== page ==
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Bonneville whitefish
FMIB 38266 Coregonus spilomotus Bonneville whitefish.jpeg
Scientific classification

The Bonneville whitefish (Prosopium spilonotus) is a salmonid fish endemic to Bear Lake on the Utah-Idaho border. It is one of three species of Prosopium endemic to Bear Lake, the other two being the Bear Lake whitefish and the Bonneville cisco. The species is listed as a Wildlife Species of Concern by the Utah Division of Wildlife Resources.

In appearance, it is very similar to the closely related Bear Lake whitefish P. abyssicola. Generally whitish in color, its nose is more tapered than that of the Bear Lake whitefish, and its scales are smaller. Younger fish, up to 10 inches (25 cm) long, have a pattern of spots which then fades. They have been reported to reach a length of 22 inches (56  cm) and an age of eight years.

It generally inhabits mid-levels of the lake, where it primarily feeds on chironomid larvae and pupae, along with a variety of insects. The fish may also move into shallower waters, particularly during the winter months. Older fish also seem to be more likely to move into shallow water than younger ones.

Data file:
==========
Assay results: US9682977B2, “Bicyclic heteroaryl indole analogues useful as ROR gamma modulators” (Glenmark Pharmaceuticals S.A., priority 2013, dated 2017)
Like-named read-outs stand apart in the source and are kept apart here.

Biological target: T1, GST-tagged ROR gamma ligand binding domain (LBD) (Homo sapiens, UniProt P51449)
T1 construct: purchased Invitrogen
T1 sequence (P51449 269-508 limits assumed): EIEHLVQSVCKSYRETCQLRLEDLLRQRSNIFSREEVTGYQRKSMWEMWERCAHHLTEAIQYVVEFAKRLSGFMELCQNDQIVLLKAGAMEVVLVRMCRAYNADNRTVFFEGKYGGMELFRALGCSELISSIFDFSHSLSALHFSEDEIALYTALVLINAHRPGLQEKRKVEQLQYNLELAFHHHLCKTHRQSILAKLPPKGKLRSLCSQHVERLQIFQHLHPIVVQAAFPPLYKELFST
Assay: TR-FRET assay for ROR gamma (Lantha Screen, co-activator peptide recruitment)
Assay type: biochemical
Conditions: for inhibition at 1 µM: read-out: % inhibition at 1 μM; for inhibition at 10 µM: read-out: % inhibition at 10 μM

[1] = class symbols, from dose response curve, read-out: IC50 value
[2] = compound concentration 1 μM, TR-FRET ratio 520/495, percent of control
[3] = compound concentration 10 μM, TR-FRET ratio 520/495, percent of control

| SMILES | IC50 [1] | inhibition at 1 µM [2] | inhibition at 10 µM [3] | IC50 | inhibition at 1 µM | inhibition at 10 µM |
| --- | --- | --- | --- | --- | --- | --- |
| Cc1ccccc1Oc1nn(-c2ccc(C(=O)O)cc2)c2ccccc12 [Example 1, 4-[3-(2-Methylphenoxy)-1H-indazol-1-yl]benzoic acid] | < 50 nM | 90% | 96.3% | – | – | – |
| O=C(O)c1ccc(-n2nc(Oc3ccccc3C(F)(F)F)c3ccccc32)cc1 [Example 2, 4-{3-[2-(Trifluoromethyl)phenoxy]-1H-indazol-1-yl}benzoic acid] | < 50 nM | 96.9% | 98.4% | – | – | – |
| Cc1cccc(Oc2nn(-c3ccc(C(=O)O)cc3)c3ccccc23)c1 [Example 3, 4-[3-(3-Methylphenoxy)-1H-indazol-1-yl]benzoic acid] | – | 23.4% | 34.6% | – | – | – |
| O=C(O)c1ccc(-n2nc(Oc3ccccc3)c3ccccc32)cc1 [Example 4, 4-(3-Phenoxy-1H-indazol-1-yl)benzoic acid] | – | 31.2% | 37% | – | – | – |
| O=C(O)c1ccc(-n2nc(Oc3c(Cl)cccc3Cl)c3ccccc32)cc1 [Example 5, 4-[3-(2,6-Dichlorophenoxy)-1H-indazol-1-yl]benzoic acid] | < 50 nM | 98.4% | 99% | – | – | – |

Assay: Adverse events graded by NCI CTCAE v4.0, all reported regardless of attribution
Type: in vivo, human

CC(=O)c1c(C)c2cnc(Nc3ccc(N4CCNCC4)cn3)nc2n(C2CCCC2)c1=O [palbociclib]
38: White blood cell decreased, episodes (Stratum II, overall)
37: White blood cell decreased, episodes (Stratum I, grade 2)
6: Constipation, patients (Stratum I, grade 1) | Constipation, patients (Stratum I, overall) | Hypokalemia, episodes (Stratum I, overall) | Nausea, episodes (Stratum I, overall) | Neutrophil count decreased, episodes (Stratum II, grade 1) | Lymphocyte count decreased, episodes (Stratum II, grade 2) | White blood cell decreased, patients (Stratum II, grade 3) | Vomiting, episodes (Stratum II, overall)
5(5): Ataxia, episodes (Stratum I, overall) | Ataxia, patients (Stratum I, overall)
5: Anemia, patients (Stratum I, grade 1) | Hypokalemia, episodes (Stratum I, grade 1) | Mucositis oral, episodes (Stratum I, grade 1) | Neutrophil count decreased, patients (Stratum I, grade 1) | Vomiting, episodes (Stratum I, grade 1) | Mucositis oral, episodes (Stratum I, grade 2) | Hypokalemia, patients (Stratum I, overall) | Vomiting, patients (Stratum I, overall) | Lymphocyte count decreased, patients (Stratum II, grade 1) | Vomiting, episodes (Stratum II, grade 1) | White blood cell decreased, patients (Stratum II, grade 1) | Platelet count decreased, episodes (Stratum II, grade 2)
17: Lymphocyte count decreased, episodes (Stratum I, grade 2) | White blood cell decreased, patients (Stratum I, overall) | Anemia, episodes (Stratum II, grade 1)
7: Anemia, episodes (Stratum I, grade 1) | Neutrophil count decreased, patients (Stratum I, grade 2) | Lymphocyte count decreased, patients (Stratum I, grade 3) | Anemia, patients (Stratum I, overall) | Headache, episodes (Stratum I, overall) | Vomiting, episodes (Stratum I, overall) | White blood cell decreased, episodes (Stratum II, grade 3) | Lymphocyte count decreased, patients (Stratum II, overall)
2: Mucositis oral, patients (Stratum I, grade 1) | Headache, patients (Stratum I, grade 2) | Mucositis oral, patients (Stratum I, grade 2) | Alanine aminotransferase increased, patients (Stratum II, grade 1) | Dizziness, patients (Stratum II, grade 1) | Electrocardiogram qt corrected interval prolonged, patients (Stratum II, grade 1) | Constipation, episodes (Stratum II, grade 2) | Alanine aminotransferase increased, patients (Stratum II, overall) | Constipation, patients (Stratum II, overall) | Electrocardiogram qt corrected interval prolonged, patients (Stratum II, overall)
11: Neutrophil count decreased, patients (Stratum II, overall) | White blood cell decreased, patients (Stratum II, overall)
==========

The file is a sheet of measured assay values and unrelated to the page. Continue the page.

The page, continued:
They spawn from mid-February through early March, over rocky or sandy areas. The female will stop to spawn, with 5-6 males in attendance, the total process lasting 5 to 15 seconds before the fish rejoin their school.

While some are caught on hook and line, they are not especially popular with anglers. A number are caught by gill nets deployed at depths of 40 to 100 feet.

  • William F. Sigler and John W. Sigler, Fishes of the Great Basin (Reno: University of Nevada Press, 1987), pp. 104–105
  • Froese, Rainer and Pauly, Daniel, eds. (2012). "Prosopium spilonotus" in FishBase. February 2012 version.
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